"For future reference, Major, if you have any questions, problems, whatever, you bring them to me. You do not try to go around me or over my head. Is that clear?"

Kawalsky's rigid stance stiffened even further. "Yes, sir."

"As far as Dr. Jackson is concerned, he is not transferring to SG-2, he is remaining where he is. And I don't want to hear any rumors indicating otherwise. Is that clear?"

"Yes, sir."

O'Neill took a deliberate step around the man and continued on his way. One down, one to go. And, despite his continuing anger, he wasn't looking forward to this second confrontation. Daniel wasn't military. He didn't know about, and, doubtless, couldn't care less about chain of command. When he learned that O'Neill had squelched his effort to transfer to SG-2, he might very well go directly to Hammond who had already indicated his support for the civilian. The General might be persuaded-and Jack knew better than anyone how persuasive Daniel Jackson could be-to let the transfer go through, despite the irregularities. Regardless of his 2IC's wishes.

O'Neill shook his head in frustration. Once again, he considered that snippet of an idea that had occurred to him earlier. Getting Daniel together with Teal'c could prove to be a disaster. But maybe not. Anyway, it was the only plan he had left.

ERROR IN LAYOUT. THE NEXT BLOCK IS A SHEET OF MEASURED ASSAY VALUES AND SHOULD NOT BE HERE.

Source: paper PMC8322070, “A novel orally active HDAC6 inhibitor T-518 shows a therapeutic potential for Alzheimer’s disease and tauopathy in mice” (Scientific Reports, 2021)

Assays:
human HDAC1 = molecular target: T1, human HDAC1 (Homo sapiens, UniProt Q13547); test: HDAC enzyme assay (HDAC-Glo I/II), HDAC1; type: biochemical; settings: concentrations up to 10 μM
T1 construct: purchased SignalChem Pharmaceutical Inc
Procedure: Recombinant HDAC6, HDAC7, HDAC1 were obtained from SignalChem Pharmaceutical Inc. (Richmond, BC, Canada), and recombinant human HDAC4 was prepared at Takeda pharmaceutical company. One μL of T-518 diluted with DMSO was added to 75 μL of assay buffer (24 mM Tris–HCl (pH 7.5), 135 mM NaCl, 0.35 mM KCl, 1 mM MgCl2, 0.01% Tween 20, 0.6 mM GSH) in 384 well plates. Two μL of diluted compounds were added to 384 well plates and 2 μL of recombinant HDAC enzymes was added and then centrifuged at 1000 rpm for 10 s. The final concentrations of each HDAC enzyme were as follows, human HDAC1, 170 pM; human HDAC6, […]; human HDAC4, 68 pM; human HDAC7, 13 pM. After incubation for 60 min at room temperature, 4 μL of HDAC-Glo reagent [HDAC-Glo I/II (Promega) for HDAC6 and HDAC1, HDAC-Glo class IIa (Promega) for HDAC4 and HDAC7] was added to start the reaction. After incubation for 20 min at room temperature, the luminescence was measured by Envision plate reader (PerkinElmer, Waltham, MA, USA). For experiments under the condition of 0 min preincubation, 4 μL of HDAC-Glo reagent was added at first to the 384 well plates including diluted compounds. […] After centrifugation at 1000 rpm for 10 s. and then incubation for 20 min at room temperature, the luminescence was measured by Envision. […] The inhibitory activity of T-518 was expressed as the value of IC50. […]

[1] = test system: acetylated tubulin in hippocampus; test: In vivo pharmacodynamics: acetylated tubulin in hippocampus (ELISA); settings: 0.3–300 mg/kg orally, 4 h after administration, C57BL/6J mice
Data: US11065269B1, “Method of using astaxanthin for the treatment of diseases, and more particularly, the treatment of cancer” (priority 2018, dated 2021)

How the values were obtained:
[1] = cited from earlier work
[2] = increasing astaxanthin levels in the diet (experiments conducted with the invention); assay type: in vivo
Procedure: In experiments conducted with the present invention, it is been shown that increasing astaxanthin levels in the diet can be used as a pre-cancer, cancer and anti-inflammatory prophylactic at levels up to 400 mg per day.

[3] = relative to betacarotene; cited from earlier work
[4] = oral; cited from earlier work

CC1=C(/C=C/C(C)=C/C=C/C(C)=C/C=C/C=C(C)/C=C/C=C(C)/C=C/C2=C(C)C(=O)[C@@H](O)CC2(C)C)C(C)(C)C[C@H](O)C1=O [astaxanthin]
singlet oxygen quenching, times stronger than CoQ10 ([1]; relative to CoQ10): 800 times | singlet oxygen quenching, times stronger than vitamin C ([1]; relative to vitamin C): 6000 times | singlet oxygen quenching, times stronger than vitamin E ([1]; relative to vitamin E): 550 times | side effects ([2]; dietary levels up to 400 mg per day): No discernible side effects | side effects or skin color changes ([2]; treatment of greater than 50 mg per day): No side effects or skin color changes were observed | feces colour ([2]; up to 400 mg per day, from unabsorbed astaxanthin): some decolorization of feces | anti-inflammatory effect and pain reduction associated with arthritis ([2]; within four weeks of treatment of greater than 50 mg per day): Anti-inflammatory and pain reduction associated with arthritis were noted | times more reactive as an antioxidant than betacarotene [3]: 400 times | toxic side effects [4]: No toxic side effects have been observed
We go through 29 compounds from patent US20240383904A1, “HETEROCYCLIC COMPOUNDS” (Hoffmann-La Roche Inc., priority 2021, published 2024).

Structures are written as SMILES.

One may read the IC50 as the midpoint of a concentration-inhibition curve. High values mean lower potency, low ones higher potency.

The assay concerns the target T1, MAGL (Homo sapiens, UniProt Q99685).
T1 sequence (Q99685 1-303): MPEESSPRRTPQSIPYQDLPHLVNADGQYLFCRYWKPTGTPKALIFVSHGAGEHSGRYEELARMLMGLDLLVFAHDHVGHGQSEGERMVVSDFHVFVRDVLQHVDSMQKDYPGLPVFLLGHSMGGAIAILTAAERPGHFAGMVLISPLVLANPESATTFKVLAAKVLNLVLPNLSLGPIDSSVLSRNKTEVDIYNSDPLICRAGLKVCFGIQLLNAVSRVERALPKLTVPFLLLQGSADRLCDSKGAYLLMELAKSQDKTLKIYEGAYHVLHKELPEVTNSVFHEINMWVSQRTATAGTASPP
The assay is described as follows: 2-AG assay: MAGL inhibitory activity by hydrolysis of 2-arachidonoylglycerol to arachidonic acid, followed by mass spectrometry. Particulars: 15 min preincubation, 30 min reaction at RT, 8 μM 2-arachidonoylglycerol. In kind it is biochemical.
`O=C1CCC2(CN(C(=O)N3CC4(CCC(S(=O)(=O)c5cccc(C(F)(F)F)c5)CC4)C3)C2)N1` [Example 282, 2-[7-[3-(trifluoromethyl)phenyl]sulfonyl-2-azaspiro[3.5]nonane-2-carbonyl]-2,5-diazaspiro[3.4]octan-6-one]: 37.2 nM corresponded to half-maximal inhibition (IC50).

Forget subtlety. It was time to blow the kid out of the water. Don't give him a chance to think about anything.

With renewed purpose, the 2IC of the SGC prepared himself for imminent battle.



For the first time since they had returned from Chulak, Daniel sat in his lab/office feeling a sense of hope. As much as he had rebelled from even thinking about working beside Teal'c, staying on base while Sha're and Ska'ara were somewhere "out there" would be unbearable.

Being part of SG-2 had never occurred to Daniel although he would be forever grateful that it had occurred to Charlie Kawalsky. Demanding to be on SG-1 was different. He and Jack O'Neill had been through an intense experience that-as much as the older man might scoff-had created a bond between them on some unnameable level. Jack understood where he was coming from (even if he didn't understand him at all). Most importantly, Jack understood loss.

As he thought about it, Daniel recognized what he hadn't considered before. His demand to be on SG-1 had been instinctive, knowing without realizing he knew that Jack would not refuse him.

Recalling his last angry words with the Colonel, Daniel dropped his head in his hands. How could he have been so cruel as to remind Jack of his dead son? He cringed at the thought of the pain he must have stirred up in the older man. Despite his feelings toward Teal'c and Jack's insistence on the Jaffa being part of SG-1, Daniel should have kept his head-and his words-to himself.